What is a good Credit Score?
What is the difference in your Credit Scoring model and the FICO credit score?
What is a VantageScore?
The latest version of the VantageScore® ranges from 300 to 850 and leverages the collective data of the three national credit reporting bureaus. It is widely used by a variety of lenders to measure credit-worthiness. VantageScore® can calculate your credit risk level from the information in your credit report from any one of the three bureaus. While the three bureaus came together to create the model, the model itself is owned by an independent company in charge of ensuring the accuracy and validity of the credit model.
How often do you update my Credit Score?
How long is my Credit Score available?
Which bureau's Credit Report is my Credit Score based on?
Why don’t all of the credit bureaus just use the same credit score?
Which scoring model do lenders use?
Why is this score different from the one I got somewhere else?
What can I do to improve my credit score?
In general terms, some standard things someone can do to improve their credit score would be:
- Pay your bills on time. This is usually the most important factor in figuring a credit score no matter what credit scoring model is used.
- If you apply for credit, do so sparingly. Having a lot of credit inquiries (credit pulls) within a narrow timeframe on your credit report can also negatively affect a credit score.
- Frequently check your credit report to make sure that the information being reported to the credit bureau is accurate and up-to-date. Inaccurately reported accounts could be negatively affecting a credit score.
Can I get penalized for shopping around for the best interest rate?
How many different Credit Scores are out there?
What is the range of the PLUS Score?
Do Credit Inquiries hurt my Credit Score?
How does the PLUS Score compare to the FICO Score?
What specific factors affect my PLUS/Credit Score?
- Utilization Ratio
- Public Information
How is my Credit Score being determined?
Credit scores use information from three key areas of a credit report:
- Account information (i.e. credit cards, auto loans, student loans, mortgages and rent
- Public records (such as tax liens or bankruptcies)
- Inquiries (requests by lenders to view your credit)
How will a foreclosure affect my credit score?
How much will repossession affect my credit score?
What if I forget my User Name or Password?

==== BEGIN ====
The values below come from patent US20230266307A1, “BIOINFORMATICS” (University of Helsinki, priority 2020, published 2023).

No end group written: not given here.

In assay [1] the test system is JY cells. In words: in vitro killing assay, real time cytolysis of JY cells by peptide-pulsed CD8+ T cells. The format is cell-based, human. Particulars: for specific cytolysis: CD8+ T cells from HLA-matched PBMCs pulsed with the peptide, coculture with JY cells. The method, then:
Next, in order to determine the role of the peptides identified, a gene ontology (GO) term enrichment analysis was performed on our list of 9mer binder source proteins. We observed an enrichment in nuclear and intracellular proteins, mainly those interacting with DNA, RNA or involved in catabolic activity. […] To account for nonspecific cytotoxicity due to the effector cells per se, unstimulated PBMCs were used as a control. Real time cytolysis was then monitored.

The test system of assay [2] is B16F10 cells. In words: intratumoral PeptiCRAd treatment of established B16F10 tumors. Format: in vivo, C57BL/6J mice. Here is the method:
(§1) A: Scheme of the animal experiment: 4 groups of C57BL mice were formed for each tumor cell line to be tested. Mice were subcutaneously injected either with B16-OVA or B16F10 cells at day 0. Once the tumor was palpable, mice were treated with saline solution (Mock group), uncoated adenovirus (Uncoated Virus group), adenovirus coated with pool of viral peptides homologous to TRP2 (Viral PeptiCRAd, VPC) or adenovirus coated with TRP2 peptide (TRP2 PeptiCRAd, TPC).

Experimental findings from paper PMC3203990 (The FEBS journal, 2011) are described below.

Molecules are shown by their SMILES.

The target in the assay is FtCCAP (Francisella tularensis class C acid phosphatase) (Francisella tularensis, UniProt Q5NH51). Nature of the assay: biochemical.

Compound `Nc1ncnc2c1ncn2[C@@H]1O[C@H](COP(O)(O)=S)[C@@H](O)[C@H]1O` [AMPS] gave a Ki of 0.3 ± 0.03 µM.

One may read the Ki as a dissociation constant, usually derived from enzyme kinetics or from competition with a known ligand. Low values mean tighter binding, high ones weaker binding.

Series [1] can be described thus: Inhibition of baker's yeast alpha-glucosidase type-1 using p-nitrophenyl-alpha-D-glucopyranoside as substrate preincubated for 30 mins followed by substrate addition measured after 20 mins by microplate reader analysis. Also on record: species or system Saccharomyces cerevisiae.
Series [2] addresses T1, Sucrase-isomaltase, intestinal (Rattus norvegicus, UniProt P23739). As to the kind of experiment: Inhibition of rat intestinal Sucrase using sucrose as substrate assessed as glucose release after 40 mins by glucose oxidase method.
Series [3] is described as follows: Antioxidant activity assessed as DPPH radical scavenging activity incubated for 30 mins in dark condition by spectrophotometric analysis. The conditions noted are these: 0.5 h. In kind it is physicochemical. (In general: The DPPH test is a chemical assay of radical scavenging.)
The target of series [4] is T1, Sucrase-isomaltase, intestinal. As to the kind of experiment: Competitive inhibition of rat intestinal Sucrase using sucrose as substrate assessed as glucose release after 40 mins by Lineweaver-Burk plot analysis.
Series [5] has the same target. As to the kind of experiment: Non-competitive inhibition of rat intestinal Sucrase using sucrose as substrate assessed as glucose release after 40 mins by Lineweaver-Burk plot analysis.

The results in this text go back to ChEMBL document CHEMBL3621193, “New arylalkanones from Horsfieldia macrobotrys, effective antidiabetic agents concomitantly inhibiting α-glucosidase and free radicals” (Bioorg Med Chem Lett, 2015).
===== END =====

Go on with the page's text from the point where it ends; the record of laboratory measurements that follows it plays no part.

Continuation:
We have an online process to help you log in when you forget your User Name or Password. We will ask you a few questions based on the information you gave us when you first set up your membership, and if you remember your password, you should then be able to log in directly. Otherwise, you will be able to reset your password and then log in.
Visit the Sign-In Help page if you need help retrieving your User Name and resetting your Password.
I can’t sign in. I get a message that says my account has been disabled because of too many failed sign-in attempts. How can I get back into my account?
I tried to order, but I got an error message saying I would receive a letter in the mail with an access code. What happened?
We take privacy and security very seriously. If you received that message it was because we weren't absolutely certain you are who you say you are. As a way of validating your identity, we send a letter to the address on your credit report with an access code. When you receive the letter, sign-in to the web site and provide that code to access your membership.
If you've moved, don't worry. The person living at your old address would also need to know the User Name and Password you created to sign-in. Your information is still secure. Call us at (877) 300-2506 and we'll try to validate your identity over the phone.
When I signed up with you I got a message saying I wasn't eligible for the free trial. Why not?
My order didn't go through. What happened?
We're sorry that happened. Most orders process in just a few seconds, but for various reasons some orders are not able to be completed right away. The two main reasons this happens are:
We are unable to confirm your identity. We take security and privacy very seriously, and need to be certain you are who you say you are before we can present any sensitive information.
The credit bureau doesn't have a complete report for you. This can happen for younger people still establishing their credit, for people who don't use credit very often, or for people who have spent years out of the country.
If you need further assistance with your order, call Customer Care at (877) 300-2506
Why do some of the webpages look like they're not loading all the way, or have missing pieces?
What is Adobe Reader and why do I need it to print my Credit Report?
Adobe Reader is a software program used by hundreds of thousands of companies to view files called PDFs. PDF stands for Portable Document Format.
You probably already have Adobe Reader on your computer. Many computers come with the program pre-installed. If you do not already have Adobe Reader on your computer, you can install it for free from adobe.com.
We use Adobe Reader for the printable version of the Credit Report because it provides the cleanest, easiest way to print the report. If you try to print the online version of your Credit Report, the print out would contain awkward page-breaks and would use extra ink for all of the background images on the website.